Her most recent book, City of Light, City of Poison: Murder, Magic, and the First Police Chief of Paris is the book I received an ARC of, which only served to save my book budget a few dollars because this would have come home with me no matter what. Her tale of Nicolas de La Reynie sweeps you up and spins you around Paris, making you feel as though you are following him in the labyrinthesque streets of the city itself. City of Light gives you this haunting history of Paris that almost seems impossible. As a city known for glamour and prestige, particularly during the reign of Louis XIV, Tucker illuminates Paris's secrets like no other. With every lamp hung, and corner turned, La Reynie and Tucker lead you further and further into the depths of Paris's dark heart.

Reading Holly Tucker's works have truly been a pleasure, and I will greedily lap up whatever she produces next. Her gift for blending the reality of history with the prose of her passion makes each book better than the last. Putting them down is hard.

Jusqu'à la prochaine fois,


Bout of Books: The Readers Readathon

Morning All,

The time has come for Bout of Books 19!! (You still have time to sign up! Just click HERE!!)

While all readathons are for readers this one is low key, designed for you to simply read as much as you can in a week with no torturous goals in mind. Unless you set them for yourself. Do you boo.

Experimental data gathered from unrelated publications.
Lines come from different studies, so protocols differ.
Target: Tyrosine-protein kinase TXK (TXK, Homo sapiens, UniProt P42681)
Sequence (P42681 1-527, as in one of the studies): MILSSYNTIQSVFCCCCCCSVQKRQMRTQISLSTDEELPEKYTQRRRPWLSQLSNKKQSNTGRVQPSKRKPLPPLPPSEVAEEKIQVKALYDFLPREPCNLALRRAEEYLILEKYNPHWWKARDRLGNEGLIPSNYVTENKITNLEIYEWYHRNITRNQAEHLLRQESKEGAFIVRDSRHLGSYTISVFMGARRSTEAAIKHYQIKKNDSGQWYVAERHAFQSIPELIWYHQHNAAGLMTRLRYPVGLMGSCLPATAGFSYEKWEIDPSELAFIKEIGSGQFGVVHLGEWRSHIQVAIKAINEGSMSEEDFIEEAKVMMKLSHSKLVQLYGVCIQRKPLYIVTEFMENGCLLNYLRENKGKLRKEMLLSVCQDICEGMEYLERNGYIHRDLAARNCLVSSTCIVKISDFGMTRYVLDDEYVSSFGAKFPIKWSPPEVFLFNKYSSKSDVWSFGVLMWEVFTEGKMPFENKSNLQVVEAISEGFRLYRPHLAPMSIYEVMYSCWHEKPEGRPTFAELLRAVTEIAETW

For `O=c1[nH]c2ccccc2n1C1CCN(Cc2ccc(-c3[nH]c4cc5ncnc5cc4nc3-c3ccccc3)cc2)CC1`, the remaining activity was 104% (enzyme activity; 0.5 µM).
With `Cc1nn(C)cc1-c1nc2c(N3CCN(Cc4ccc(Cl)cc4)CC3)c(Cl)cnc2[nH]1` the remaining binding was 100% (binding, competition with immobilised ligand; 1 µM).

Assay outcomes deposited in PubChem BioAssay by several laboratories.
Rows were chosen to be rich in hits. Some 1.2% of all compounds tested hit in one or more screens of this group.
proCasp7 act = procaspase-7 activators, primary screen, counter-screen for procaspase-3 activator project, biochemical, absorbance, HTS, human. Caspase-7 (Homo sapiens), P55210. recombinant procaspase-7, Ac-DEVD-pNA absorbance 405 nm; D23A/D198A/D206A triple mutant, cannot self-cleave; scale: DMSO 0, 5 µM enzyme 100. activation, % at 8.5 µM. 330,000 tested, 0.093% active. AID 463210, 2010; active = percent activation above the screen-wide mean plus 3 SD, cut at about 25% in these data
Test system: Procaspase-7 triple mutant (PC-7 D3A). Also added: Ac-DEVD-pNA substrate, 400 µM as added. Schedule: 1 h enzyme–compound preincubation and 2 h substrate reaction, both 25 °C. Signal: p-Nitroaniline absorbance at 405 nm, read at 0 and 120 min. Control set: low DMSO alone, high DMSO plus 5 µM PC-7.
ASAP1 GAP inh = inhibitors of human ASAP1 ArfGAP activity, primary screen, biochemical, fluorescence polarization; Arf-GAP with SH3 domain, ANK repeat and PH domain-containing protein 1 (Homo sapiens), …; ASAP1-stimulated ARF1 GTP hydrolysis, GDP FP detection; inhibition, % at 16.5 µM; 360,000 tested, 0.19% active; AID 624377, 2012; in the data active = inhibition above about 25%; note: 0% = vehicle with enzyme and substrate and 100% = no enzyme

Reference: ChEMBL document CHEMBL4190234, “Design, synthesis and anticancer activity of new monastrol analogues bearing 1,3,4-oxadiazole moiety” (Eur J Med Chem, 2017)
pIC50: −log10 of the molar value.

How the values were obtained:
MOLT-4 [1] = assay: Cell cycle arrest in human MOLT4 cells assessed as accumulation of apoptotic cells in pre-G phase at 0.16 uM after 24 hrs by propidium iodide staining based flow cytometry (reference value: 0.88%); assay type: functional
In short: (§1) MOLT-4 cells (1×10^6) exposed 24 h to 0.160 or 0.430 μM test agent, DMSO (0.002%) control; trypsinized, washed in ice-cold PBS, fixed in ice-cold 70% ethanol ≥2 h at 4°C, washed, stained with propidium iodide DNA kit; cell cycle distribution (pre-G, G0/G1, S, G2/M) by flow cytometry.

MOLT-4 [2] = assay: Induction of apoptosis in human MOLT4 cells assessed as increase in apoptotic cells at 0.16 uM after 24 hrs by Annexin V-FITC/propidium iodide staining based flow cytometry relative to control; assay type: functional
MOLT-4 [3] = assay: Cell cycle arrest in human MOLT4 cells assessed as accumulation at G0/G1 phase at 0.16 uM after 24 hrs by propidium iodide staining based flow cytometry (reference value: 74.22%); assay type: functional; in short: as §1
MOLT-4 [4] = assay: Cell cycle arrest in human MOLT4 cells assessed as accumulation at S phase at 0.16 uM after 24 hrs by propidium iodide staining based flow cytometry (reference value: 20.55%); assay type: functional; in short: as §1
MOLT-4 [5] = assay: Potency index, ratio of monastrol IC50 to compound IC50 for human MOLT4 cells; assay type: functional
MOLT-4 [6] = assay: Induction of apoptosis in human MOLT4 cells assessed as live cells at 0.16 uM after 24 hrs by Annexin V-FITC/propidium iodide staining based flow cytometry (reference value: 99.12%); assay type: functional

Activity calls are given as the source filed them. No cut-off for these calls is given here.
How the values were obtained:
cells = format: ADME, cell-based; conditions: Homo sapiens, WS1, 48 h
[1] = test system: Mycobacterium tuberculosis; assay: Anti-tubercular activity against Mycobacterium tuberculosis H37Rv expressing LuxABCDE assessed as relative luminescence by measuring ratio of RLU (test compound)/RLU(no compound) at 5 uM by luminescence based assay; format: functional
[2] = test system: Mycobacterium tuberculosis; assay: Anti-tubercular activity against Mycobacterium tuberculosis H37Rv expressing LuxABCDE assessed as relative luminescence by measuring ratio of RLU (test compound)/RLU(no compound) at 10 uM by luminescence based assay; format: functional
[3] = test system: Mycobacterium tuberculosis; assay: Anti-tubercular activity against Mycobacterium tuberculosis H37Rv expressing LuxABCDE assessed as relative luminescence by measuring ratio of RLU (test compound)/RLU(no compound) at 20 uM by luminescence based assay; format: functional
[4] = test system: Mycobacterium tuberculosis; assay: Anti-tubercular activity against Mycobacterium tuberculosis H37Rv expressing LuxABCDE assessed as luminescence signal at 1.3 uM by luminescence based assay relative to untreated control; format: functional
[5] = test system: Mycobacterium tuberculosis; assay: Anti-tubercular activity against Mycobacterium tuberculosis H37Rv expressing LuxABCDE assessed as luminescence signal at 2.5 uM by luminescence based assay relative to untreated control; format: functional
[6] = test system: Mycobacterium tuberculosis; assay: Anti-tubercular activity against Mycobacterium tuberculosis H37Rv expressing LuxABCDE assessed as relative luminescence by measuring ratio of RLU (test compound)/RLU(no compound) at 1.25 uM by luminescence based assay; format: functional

I love using readathons as an excuse to tidy up my TBR, to actually start a book or get off the shelf, and to maybe tackle a different genre. After working all day it's nice to just go home and lose my brain to whatever I'm reading, like every other reader. Yet the motivation of readathons is great. I've been derailed as a reader for the past couple months so trying to get back to that place I'd been in for the first bit of this year is going to be hard won.

Bout of Books also has daily challenges. Today's was to introduce ourselves in six words, nothing more, nothing less. My introduction is simple. "Reading and Grieving and Living and..." I tweeted this and immediately felt like a moron, but it's true. At the moment this is me. Who are you? What would you read this week?

Until next time! (Which happens to be later today!)